It's a day trip from Positano to the Amalfi Coast of Italy.
Mr. C has read up, and chooses in favor of those who say this perilous curvy narrow road is best navigated by an experienced local driver. After all, if you're white-knuckled behind the wheel the entire time, how much of the beautiful scenery are you going to be able to see?!?
And beautiful scenery it is ~ the entire drive is like a storybook.
Our driver is a very nice guy ~ he's from Cuba.
And we are happy to have him at the wheel, before we even get "out of town". There are cars coming the other way on these narrow narrow roads; sometimes even the occasional tour bus. Yikes! He tells us they finally had to pass some type of regulation to limit the size of the tour buses allowed ~ otherwise they just overtake the whole road!
This reminds me, somewhat, of Maui's famous Road to Hana, where the road is as much the focal point of the journey as the destination.
This is the real thrill of the Amalfi coast ~ the scenic drive ~ where the sheer cliffs drop dramatically some 500 feet to the sparkling Mediteranean Sea below.
It's so popular, in fact, that during the high tourist season, the locals are restricted to driving just every-other-day (even-numbered license plates one day, odd-numbered plates the next). This hardly seems fair, since we tourists can occupy their road space any ole' day of the week.
We'll have two stops today; the lovely little coast towns of Amalfi and Ravello; and the ruins of Pompei. Yeah, it looks to be an interesting day ~
Well, there are a couple of "pull-overs" along the way.
Our driver thinks we should stop to see the Emerald Grotto.
I think we could have easily saved our 5 Euro.
It's sort of lame.
We go down the stairs to sea level (this part was cool!), then into the cave; we get into the little boat, and he rows about 5 feet further into the cave, and then.....well, that's it. It's tiny.
And yes, the water has an eerie green glow. That's it.
Now we're back on the road to our "real" destination ~
It's the seaside town of Amalfi, the namesake of this beautiful coastline.
We are here off-season, but find that it's still crowded.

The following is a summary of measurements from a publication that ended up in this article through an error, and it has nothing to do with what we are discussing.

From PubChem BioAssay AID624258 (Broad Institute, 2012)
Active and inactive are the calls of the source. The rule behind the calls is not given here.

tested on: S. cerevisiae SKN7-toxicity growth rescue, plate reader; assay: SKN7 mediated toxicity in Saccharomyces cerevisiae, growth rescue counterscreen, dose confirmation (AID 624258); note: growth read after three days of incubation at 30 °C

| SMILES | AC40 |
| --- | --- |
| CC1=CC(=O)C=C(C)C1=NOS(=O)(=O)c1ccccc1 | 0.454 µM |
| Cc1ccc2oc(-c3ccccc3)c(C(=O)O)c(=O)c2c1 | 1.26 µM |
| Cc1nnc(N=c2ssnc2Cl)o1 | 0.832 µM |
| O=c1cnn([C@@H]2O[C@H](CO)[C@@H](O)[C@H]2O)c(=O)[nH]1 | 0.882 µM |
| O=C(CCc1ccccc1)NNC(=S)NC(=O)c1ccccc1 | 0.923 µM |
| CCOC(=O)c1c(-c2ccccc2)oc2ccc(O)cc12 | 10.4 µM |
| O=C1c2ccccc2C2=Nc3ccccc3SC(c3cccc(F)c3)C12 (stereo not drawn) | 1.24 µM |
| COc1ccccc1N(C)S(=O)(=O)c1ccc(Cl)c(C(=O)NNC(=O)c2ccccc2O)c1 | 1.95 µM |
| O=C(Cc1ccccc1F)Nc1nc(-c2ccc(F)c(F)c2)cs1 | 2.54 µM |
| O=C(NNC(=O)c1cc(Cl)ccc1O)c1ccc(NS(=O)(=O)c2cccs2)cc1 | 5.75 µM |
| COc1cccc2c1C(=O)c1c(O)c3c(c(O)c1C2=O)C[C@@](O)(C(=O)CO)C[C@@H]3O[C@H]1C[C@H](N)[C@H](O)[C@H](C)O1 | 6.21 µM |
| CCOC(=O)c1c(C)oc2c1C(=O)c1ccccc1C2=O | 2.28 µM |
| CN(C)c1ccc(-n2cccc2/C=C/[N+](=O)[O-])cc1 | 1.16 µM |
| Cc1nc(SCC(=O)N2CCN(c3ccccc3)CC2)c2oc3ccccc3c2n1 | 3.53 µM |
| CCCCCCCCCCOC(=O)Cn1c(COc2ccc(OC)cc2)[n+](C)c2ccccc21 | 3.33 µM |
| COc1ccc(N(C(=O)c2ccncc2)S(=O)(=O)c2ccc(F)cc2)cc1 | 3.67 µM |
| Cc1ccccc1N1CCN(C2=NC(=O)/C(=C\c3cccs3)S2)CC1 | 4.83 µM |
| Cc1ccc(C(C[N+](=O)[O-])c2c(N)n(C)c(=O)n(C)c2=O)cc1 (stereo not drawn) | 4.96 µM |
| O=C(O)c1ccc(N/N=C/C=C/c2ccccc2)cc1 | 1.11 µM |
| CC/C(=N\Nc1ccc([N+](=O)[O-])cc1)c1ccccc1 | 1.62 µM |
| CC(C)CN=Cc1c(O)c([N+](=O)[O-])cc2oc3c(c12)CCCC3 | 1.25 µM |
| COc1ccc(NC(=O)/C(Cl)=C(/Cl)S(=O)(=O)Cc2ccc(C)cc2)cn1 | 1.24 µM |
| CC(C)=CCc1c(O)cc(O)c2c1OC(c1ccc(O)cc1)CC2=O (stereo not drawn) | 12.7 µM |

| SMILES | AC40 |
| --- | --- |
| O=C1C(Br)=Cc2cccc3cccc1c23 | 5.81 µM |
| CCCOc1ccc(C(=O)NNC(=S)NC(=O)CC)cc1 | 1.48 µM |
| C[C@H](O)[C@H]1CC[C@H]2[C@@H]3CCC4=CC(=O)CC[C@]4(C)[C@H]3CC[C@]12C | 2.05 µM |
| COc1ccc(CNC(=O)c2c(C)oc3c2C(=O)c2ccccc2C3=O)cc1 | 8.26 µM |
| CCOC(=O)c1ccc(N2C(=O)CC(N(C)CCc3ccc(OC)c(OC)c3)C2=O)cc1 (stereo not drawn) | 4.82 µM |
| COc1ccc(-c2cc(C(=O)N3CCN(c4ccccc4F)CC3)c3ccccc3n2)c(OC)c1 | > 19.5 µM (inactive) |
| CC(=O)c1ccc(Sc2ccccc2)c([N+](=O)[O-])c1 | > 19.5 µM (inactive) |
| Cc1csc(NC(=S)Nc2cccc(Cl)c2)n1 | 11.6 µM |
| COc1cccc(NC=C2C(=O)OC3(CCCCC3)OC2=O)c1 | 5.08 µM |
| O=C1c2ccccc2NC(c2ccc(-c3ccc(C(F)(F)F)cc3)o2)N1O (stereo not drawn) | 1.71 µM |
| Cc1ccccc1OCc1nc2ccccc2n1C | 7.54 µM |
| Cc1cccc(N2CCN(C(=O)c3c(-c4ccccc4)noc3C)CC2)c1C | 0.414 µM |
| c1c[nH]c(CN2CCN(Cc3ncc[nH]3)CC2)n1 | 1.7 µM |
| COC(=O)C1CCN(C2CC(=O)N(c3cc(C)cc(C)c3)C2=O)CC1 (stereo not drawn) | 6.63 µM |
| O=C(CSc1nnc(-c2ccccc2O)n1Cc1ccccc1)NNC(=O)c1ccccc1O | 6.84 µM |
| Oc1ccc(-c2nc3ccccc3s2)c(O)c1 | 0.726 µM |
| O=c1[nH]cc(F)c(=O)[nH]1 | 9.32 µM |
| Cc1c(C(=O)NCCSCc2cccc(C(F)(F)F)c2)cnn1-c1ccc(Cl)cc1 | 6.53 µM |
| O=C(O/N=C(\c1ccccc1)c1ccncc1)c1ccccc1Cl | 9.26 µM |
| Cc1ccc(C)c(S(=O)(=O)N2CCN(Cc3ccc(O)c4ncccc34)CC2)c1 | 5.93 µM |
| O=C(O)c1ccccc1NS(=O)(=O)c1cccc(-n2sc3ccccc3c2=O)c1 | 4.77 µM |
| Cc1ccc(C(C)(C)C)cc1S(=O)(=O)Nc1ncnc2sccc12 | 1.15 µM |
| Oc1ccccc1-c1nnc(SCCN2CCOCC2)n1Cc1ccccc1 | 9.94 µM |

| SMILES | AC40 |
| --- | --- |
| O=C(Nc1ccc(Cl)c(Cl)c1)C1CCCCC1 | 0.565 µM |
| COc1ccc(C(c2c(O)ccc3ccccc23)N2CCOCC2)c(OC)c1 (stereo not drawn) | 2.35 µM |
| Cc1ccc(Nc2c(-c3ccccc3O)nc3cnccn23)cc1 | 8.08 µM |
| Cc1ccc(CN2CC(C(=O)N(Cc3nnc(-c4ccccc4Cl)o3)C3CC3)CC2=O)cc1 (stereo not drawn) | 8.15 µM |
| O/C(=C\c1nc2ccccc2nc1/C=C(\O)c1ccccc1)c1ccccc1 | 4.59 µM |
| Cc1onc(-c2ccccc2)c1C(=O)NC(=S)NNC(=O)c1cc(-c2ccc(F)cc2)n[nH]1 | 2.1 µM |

Like really crowded. I can't imagine what high season must look like. I'm glad we're not staying here ~ sort of like Capri, a day trip is plenty.
There is a central square, of course, and the local Cathedral, of course. Lots of steps to the top, but we have to go there ~ of course.
~The Duomo di Sant'Andrea Apostolo ~
Inside and out.
There's another rocky beach........
And a spot where you can get both wine and drugs......how very convenient ~
Now it's time for a bit of lunch before exploring some of the well-known estates and gardens. Our driver has set this up; we have high expectations about consuming some local cuisine.
Steve negotiates a departure time with our driver, whom we'll meet at the bottom of the hill, and we head off on our own for a few hours.
What could possibly be more authentic than this???
Serving home-made pasta right at your table ~
We order the daily special.
It' five, yes, count them ~ five types of hand-made pasta.
Oh my goodness!
It might surprise you, as it has me, that people debate this issue with me. Usually it's people who have not traveled, or at least not traveled to Italy. Can't be hand-made pasta, not possible to do that in a restaurant setting, blah, blah, blah. Now, I'm not suggesting that every single pasta item on the menu is hand-made. In fact, just the opposite. Hence the daily special discovery. That's a travel tip, by the way. Remember, too, that their "restaurants" are usually small cafe's and family owned Trattoria's, so servicing that level of clientele is way different than our obscenely huge Cheesecake factory-sized restaurants in the USA.
You also have to know that, prior to coming to Italy, I would have told you that I don't eat pasta, I don't particularly like pasta, and I'd always prefer to have something other than pasta.
But that's because I had never, up to now, had "real" pasta. It's like anything else that's done properly and served fresh, it's a whole different creature. Think of the difference between Grandma's home-made bread, fresh from the oven and slathered in butter and.....buying a loaf of Wonder bread at the supermarket. Like I said, it's a whole different creature.
We've read about Grandma. She's the cook, and she is militant about making sure you clean your plate ~ sure enough, here she is,
on patrol.......But it's all so delicious, she need not worry. We are happy to finish every last morsel.
It's time to head up the hill to Ravello, where our driver has suggested the sweeping views are worth the hike.
It looks terribly inviting ~ I have a thing about the big ole' European doors ~
Gosh, it's just beautiful!
The Villa Rufolo ~ Does this look like your daydream of Italy, or what???? The grounds and gardens are stunning.
This beautiful arbor leads to......
This amazing point overlooking the shores of the Amalfi Coast and the Mediterranean Sea.
But alas, it's time for us to go.
We must meet our driver, and begin the perilous journey back to Positano.
So we say good-bye and thank you to both Ravello and Amalfi ~
It's been another amazing travel day. I wonder what's for dinner?
Maybe chicken soup. I'm think I'm coming down with a cold, of all things.......